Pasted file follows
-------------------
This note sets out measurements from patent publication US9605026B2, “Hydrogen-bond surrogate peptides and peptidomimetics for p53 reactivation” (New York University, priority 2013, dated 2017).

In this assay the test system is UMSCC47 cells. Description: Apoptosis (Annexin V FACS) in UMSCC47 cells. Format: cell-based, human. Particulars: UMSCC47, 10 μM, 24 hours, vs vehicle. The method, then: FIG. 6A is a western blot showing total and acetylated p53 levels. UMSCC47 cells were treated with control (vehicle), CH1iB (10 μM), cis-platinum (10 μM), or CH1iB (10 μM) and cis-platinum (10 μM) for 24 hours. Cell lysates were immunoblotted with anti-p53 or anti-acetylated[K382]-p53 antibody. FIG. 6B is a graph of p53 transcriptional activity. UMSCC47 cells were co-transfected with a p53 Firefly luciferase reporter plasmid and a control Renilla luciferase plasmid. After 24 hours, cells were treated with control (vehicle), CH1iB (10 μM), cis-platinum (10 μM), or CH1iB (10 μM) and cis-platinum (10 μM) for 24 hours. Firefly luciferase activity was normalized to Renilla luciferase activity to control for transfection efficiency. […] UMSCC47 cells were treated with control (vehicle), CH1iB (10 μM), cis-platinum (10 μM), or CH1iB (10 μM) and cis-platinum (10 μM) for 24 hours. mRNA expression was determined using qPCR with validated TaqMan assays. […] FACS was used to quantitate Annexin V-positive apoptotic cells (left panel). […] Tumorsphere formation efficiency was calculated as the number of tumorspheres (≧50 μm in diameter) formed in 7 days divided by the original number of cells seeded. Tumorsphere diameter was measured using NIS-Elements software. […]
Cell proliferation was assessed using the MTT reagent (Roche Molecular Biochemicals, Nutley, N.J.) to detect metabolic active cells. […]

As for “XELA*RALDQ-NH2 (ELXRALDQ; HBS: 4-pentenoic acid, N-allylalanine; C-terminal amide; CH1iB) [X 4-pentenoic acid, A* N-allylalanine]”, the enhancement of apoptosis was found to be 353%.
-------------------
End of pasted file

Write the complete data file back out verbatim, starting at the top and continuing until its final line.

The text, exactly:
This note sets out measurements from patent publication US9605026B2, “Hydrogen-bond surrogate peptides and peptidomimetics for p53 reactivation” (New York University, priority 2013, dated 2017).

In this assay the test system is UMSCC47 cells. Description: Apoptosis (Annexin V FACS) in UMSCC47 cells. Format: cell-based, human. Particulars: UMSCC47, 10 μM, 24 hours, vs vehicle. The method, then: FIG. 6A is a western blot showing total and acetylated p53 levels. UMSCC47 cells were treated with control (vehicle), CH1iB (10 μM), cis-platinum (10 μM), or CH1iB (10 μM) and cis-platinum (10 μM) for 24 hours. Cell lysates were immunoblotted with anti-p53 or anti-acetylated[K382]-p53 antibody. FIG. 6B is a graph of p53 transcriptional activity. UMSCC47 cells were co-transfected with a p53 Firefly luciferase reporter plasmid and a control Renilla luciferase plasmid. After 24 hours, cells were treated with control (vehicle), CH1iB (10 μM), cis-platinum (10 μM), or CH1iB (10 μM) and cis-platinum (10 μM) for 24 hours. Firefly luciferase activity was normalized to Renilla luciferase activity to control for transfection efficiency. […] UMSCC47 cells were treated with control (vehicle), CH1iB (10 μM), cis-platinum (10 μM), or CH1iB (10 μM) and cis-platinum (10 μM) for 24 hours. mRNA expression was determined using qPCR with validated TaqMan assays. […] FACS was used to quantitate Annexin V-positive apoptotic cells (left panel). […] Tumorsphere formation efficiency was calculated as the number of tumorspheres (≧50 μm in diameter) formed in 7 days divided by the original number of cells seeded. Tumorsphere diameter was measured using NIS-Elements software. […]
Cell proliferation was assessed using the MTT reagent (Roche Molecular Biochemicals, Nutley, N.J.) to detect metabolic active cells. […]

As for “XELA*RALDQ-NH2 (ELXRALDQ; HBS: 4-pentenoic acid, N-allylalanine; C-terminal amide; CH1iB) [X 4-pentenoic acid, A* N-allylalanine]”, the enhancement of apoptosis was found to be 353%.